"I think we've got too many choices nowadays," adds Lynne. "In the 1940s house we found out that you don't really need all the modern trappings. We had to appreciate simple things."

It sounds idyllic, but the programmes make it clear that life wasn't all sunshine. As the weeks pass we see strains and arguments, tears of frustration, crises in shop and kitchen, hunger and making-do; the panic at the sound of the air-raid siren, the damp and cold of the home-made Anderson shelter.

Although not part of Channel 4's schools programming, the series was devised with the needs of the classroom very much in mind. It would make a useful supporting resource for the key stage 3 optional special study "The Home Front", especially in its detailed and accessible exploration of women's experiences during the war. But its main applicability is to the key stage 2 classroom, where it can be used to explore rationing, to learn about the effect of war on people's lives, and especially to see the differences between then and now in many areas, from food and household chores to play and media.

Throughout the four programmes there are ample departure points for work in the classroom. Whether it's carrying out interviews with Second World War survivors (Lyn Hymers, volunteering in an old people's home, is greeted with a cheery "How lovely to see a uniform again!"), working out your food allowance (the amount of butter, meat and sugar they're allowed in a week comes as a shock to the Hymers), or comparing recreation and amusements then and now (the Hymers enjoy dancing to the American big band sound towards the end of the war), the programmes can awaken interest and understanding. The 1940s House Activity Book can also help. "It's not a teaching pack," says the author, John Malam, "but we have written it to fit in with the history requirements of the national curriculum. We found that there weren't many books containing hands-on activities about the Second World War for this age group that were also information-led. So that's what we set out to create."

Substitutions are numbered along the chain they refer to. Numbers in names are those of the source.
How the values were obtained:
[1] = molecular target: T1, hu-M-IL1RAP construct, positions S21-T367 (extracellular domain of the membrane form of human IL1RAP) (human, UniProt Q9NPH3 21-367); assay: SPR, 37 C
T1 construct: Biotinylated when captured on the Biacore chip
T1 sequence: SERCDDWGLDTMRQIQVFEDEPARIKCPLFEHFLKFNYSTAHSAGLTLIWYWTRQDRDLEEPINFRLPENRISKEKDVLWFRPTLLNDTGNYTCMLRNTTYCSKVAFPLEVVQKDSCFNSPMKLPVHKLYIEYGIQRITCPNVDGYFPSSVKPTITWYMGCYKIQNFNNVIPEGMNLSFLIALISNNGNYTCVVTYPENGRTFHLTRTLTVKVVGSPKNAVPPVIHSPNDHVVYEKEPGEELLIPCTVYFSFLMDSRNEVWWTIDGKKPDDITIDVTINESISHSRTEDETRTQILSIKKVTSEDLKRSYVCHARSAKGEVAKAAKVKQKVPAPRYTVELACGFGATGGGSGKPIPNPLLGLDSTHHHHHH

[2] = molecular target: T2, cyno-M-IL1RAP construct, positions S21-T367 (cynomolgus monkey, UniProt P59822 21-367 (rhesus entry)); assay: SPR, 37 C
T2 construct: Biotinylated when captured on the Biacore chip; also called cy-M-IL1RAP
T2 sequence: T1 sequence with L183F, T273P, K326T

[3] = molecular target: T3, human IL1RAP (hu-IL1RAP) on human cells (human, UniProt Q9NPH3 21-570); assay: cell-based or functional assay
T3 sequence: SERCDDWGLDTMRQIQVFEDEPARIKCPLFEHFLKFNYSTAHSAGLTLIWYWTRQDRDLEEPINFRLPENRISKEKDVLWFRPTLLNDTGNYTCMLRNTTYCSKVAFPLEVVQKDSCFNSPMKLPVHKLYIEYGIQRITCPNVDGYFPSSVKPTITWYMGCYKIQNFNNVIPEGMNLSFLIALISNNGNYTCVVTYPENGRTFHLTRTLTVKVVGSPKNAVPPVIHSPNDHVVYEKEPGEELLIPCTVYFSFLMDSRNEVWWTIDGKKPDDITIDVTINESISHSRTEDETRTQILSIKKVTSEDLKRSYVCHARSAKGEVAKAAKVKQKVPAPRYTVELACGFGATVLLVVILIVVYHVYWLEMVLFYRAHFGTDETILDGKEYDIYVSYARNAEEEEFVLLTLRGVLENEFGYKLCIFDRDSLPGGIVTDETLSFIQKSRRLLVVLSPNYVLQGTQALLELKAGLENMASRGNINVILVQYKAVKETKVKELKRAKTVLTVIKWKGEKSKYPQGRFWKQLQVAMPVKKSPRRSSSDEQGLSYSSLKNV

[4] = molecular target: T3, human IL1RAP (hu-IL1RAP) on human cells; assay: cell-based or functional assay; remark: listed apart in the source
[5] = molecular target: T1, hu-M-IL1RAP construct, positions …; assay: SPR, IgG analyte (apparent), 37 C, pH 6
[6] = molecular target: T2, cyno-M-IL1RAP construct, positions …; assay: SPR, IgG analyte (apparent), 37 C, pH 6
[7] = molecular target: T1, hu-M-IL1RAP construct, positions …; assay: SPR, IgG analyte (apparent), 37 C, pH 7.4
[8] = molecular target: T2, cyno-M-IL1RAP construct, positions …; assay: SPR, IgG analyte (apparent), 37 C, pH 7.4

From puzzles to wartime games, from diary-writing to guidance on interviewing and recording, the book contains a wealth of activities for the junior school teacher while also presenting key information in a clear and accessible way.

"I think children are interested in the Second World War," says John Malam, "perhaps because there are so many things in their lives, even in their own families, that date back to that time."

Guy de la Bedoyere isn't surprised by the popularity of the Second World War in the curriculum. "It still remains the most potent historical event of the last century," he says. "Its shadow is still cast across all our lives. We still look to it for our heroes and our villains, the ultimate horrors as well as the best people are capable of."

It's a comment the Hymers, after their nine-week immersion, would heartily endorse. And they should know: they've been there.

A documentary about the making of the series will be broadcast on January 2 at 8.30pm. The four-part series starts on Thursday January 4 at 8.30pm. The series website goes live today (December 29), at'The 1940s House' (Channel 4 Books pound;20); 'The 1940s House Activity Book' (pound;4.99)An exhibition to tie in with the series, including the house itself and background information on the series, is at the Imperial War Museum, London, until June 3